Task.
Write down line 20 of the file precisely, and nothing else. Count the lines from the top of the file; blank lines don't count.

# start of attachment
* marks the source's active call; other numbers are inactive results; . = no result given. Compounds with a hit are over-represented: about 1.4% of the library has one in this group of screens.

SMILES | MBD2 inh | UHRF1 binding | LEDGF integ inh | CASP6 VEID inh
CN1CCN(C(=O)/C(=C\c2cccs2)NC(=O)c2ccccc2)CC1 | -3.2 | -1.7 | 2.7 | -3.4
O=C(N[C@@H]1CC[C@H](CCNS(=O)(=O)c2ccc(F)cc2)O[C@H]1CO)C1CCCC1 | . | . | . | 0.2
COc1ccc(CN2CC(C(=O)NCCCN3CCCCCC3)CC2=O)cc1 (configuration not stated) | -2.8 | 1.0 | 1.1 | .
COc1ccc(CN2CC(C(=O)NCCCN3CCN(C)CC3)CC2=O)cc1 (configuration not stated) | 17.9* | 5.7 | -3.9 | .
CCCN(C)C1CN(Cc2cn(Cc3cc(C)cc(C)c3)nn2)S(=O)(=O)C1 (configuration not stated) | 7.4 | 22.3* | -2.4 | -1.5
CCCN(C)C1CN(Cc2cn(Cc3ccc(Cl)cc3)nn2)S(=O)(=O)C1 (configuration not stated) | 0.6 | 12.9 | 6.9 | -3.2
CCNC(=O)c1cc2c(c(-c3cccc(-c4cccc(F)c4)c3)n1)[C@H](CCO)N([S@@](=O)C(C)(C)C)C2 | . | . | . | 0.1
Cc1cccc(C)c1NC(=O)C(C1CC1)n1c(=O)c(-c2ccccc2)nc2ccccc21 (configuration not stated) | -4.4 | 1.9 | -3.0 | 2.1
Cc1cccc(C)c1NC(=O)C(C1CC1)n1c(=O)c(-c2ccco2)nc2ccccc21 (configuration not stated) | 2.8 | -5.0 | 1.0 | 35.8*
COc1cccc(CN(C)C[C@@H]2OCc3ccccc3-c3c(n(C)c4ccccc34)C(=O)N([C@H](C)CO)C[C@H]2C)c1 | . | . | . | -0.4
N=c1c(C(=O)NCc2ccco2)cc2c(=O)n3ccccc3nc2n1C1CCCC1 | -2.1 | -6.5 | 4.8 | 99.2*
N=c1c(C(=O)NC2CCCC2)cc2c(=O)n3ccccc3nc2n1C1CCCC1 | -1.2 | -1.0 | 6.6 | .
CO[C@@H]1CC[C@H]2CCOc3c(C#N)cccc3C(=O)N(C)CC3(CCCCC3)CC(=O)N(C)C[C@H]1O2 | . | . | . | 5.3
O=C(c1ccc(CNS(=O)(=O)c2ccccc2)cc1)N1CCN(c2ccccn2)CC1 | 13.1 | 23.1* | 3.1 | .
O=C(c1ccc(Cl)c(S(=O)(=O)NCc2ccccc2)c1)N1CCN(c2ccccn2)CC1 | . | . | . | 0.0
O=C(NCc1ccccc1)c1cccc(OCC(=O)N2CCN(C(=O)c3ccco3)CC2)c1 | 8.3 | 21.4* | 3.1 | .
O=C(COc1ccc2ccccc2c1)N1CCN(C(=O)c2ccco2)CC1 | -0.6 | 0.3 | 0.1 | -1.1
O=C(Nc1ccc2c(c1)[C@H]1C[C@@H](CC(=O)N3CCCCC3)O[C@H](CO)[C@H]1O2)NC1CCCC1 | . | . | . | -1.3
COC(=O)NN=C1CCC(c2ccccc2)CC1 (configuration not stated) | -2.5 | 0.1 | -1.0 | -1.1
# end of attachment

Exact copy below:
O=C(Nc1ccc2c(c1)[C@H]1C[C@@H](CC(=O)N3CCCCC3)O[C@H](CO)[C@H]1O2)NC1CCCC1 | . | . | . | -1.3